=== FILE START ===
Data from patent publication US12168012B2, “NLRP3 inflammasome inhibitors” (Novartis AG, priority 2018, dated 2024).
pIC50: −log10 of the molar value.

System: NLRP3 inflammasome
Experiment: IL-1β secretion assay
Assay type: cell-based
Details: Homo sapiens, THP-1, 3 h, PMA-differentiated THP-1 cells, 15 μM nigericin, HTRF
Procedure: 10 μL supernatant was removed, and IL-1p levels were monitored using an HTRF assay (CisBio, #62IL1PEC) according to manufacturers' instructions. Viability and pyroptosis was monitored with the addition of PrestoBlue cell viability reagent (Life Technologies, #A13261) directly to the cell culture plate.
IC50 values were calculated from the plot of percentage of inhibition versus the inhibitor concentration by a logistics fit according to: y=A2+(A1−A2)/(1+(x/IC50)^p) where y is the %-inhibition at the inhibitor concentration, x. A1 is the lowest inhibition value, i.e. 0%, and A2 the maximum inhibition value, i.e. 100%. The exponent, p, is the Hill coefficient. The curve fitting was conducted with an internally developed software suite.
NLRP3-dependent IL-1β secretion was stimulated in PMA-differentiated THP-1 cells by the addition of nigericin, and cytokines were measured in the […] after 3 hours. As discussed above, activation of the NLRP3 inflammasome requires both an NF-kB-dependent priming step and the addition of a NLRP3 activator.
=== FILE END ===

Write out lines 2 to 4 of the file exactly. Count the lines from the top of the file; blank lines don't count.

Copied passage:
pIC50: −log10 of the molar value.

System: NLRP3 inflammasome
Experiment: IL-1β secretion assay